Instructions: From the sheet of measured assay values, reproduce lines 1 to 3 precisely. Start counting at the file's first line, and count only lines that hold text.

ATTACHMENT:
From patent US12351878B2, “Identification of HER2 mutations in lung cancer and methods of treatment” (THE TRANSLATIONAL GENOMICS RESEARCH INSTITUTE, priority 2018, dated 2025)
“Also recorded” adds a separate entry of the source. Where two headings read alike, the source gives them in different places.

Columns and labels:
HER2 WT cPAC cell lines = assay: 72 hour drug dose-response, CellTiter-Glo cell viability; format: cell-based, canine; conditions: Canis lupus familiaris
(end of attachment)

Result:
From patent US12351878B2, “Identification of HER2 mutations in lung cancer and methods of treatment” (THE TRANSLATIONAL GENOMICS RESEARCH INSTITUTE, priority 2018, dated 2025)
“Also recorded” adds a separate entry of the source. Where two headings read alike, the source gives them in different places.

Columns and labels: